Review-Venus in Fur (Re-run)-Sweet and Sour Productions


By: Joyce Wong


Last night Sweet and Sour Productions presented their second run of Venus in Fur by David Ives. As promised by the sultry jazz and ambient lighting before the show began, Candice Moore’s production was an enticing performance of gender power play. Having missed its premiere last year, I can’t comment on the things that the cast and crew have done differently the second time around, so I will review this second showing on its own merits. 


The play tells the story of Thomas Novachek (Henry Coombs), a frustrated playwright/director unable to find an actress for his adaptation of Masoch’s Venus in Furs, and Vanda Jordan, (Muriel Hofmann), a mysterious actress who stumbles in last minute for an audition. What begins as a reluctant reading on Thomas’s part eventually turns into an audition more than what either character had bargained for. Roles are reversed and reality collides with fiction as Thomas and Vanda read and argue about the meaning of Masoch’s work. 


Described by Muriel Hofmann as “intellectually kinky”, the play is not so much about S&M as it is about power, manipulation, and feminism. Its 90 minutes of non-stop action, fiery dialogue, and witty humor recalls classics like Strindberg’s Miss Julie or Ibsen’s Hedda Gabler (who Vanda indeed claims to have played excellently). It’s interesting to see how against the backdrop of contemporary theatre business, the play explores many issues from “1870-whatever” that are still relevant today. 


The highlight of the play is without question the captivating performances by Muriel Hofmann and Henry Coombs. When Vanda dons a Continental accent to read for the role of Wanda von Dunajew, I was as shocked as Thomas that this actress from out of nowhere could completely transform into her role and that Hofmann can slip in and out of two characters so seamlessly. Her performance was seductive and electrifying. Likewise, Henry Coombs had strong stage presence and surprised with a hilarious and compelling gender-switching moment when he starts reading as Wanda instead of Severin. Though the script is dialogue heavy and fast-paced, each actor's delivery is flawless. It was amazing watching Hofmann and Coombs feed off each other in a tug-of-war in words and dominance.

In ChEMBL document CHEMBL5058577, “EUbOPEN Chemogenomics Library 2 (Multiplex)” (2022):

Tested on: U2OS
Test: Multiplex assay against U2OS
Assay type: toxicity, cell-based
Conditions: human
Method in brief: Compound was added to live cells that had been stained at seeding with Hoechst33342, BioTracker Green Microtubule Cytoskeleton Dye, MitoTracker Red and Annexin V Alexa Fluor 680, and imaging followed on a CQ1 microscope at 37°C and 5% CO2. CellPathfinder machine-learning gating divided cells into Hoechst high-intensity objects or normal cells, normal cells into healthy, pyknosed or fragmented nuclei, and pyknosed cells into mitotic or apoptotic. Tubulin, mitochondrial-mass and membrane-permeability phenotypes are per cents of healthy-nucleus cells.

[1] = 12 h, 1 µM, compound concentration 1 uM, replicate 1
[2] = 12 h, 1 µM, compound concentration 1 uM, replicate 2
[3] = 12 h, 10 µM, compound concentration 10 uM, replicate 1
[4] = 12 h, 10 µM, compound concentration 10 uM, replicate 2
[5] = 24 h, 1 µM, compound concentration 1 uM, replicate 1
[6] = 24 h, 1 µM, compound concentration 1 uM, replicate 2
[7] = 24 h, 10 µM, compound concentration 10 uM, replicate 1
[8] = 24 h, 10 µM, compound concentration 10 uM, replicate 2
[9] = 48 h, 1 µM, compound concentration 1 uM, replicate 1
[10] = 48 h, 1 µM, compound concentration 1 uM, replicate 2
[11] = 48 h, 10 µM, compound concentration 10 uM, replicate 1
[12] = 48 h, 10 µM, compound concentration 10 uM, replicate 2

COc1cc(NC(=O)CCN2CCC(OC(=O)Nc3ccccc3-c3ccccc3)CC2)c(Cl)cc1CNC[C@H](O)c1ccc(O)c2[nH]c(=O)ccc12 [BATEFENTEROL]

The staging was very well-done, with full utilization of space. The action is sometimes brought up close to the audience, making everything all the more tense and dramatic. Blocking was well thought out and the actors’ positions and levels of height reflected shifting power dynamics effectively. The lighting design by Andrew Ritchie is also worth mentioning. I enjoyed the simple alternation between different tones to signify the slipping in and out of different story worlds. As the play progresses and the characters blend with the ones they are reading, the lighting alternation also becomes blurred. The best use of light to full impact is at the end; you would have to see it to experience its climatic effect. The use of props, especially the S&M gear, was also good, just enough to drive the drama but not so hardcore that it’s discomforting to audience members. 


From the play’s meticulous design to the actors’ mesmerizing performances, it is very clear why Venus in Fur has received a second run. It is not a performance to be missed and I’d definitely return if it ever runs a third time. 


Venus in Fur is playing at the Fringe Club through September 6th. Limited tickets are available. For more information, click here.

Rate This Show: 1 2 3 4 5 Audience Rating: 3.8


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